Rosneft sees oil at $80 by Christmas
The company’s budget for the year is based on a much lower price, at $63 a barrel, Sechin added, so it’s hardly a surprise the CEO is happy with where prices are now.
Rosneft reported a sevenfold increase in its net profit for the first quarter of this year on the back of higher oil prices, event though production was lower. The company accounts for about 40 percent of Russia’s total oil production, which has made it key for the production cut Russia agreed with OPEC.
Now that production is once again on the rise following loud complaints from some of the biggest importers of crude, Rosneft stands to benefit more than smaller companies.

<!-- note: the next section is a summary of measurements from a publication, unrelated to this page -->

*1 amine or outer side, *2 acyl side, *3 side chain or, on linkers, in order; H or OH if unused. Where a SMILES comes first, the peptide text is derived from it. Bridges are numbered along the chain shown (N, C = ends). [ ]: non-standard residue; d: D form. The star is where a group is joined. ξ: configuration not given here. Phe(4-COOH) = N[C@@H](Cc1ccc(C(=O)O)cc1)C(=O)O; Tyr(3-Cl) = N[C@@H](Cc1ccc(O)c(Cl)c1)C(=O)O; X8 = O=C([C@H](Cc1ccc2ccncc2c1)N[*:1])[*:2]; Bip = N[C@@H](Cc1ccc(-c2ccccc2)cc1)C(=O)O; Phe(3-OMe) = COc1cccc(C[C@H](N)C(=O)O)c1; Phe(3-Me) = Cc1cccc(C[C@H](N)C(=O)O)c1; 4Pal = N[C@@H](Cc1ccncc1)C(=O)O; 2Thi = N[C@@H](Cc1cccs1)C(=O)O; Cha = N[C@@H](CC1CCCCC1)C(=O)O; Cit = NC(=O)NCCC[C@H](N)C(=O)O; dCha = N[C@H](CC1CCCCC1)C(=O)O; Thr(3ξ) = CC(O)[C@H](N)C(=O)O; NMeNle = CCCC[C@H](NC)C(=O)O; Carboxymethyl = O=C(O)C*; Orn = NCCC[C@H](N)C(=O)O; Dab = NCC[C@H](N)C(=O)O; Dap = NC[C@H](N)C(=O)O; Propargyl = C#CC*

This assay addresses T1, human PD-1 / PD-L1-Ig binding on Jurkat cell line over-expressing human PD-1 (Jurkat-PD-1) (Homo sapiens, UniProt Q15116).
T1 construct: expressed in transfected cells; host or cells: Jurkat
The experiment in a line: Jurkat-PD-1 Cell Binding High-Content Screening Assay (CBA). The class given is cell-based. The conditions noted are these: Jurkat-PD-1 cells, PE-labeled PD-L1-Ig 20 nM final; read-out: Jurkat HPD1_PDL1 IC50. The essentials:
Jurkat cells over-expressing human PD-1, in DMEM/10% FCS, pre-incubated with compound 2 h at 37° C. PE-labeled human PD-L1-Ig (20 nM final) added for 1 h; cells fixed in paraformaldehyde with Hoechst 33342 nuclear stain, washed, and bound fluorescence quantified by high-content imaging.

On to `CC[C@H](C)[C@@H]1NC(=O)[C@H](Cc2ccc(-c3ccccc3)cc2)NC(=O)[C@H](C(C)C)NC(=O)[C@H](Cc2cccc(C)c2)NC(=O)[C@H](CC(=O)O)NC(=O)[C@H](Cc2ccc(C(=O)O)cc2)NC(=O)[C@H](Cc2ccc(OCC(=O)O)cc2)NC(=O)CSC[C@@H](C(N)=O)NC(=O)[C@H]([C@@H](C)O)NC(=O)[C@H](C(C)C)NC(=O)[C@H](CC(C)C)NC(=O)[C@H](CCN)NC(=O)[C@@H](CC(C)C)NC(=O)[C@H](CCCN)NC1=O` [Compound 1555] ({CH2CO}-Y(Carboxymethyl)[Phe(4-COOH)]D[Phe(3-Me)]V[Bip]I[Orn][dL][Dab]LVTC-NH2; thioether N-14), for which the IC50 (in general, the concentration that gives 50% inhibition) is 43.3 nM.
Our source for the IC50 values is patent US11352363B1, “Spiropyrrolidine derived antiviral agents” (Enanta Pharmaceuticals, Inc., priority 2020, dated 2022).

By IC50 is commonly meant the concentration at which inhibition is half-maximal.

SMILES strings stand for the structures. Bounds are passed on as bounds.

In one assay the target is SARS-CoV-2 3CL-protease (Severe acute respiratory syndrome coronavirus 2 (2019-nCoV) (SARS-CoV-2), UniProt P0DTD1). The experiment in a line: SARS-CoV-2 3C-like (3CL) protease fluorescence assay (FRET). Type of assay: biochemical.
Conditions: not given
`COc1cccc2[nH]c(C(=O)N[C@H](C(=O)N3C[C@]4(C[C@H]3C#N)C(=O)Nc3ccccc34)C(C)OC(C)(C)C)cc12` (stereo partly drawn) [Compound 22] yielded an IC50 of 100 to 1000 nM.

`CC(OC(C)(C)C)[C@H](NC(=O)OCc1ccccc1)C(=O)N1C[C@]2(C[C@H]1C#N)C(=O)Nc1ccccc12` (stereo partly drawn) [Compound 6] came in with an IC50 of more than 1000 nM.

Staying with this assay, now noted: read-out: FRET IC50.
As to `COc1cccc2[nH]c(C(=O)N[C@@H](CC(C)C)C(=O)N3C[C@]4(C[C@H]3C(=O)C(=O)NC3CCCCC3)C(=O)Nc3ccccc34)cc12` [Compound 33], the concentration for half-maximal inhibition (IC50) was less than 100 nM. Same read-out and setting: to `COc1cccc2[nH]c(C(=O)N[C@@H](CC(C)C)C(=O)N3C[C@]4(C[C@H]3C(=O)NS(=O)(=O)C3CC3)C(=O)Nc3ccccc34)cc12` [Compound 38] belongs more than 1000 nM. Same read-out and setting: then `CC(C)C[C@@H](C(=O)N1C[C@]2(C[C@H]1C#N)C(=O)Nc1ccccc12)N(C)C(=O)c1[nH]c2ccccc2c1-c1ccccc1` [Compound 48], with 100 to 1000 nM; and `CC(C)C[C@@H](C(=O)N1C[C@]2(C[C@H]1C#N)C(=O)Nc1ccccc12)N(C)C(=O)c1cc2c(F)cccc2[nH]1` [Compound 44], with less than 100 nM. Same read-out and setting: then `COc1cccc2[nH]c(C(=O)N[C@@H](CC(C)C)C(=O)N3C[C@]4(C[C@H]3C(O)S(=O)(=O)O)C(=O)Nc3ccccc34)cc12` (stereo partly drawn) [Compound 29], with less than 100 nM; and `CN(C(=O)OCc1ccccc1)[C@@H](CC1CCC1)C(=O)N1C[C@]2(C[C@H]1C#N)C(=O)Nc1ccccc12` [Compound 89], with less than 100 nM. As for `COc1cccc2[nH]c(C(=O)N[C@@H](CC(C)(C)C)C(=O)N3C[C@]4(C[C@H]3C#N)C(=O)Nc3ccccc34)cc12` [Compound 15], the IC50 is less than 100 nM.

The company has made it clear that despite the production cuts, it was eager to boost production both domestically and internationally. It has also launched an ambitious overhaul that should see Rosneft buy back $2 billion in stock, slash capex by as much as 20 percent and raise its working capital by US$3.15 billion (200 billion rubles) by the end of this year.
Meanwhile, the company is growing in places like Kurdistan and Nigeria. In May, the company announced the discovery of a potentially huge oil field in southwestern Iraq, and a month later, media reported that Rosneft would be partnering with a Nigerian company to develop 21 oil blocks across Africa.
Rosneft doesn’t have a significant presence in Africa except for a 30-percent stake in the giant Zohr gas field offshore Egypt in the Mediterranean, as well as some prospects in Mozambique.
Gaining access to more projects in Africa could be an important development for Rosneft to expand its global footprint, especially since US sanctions on Russia are not seen to be an issue in this region.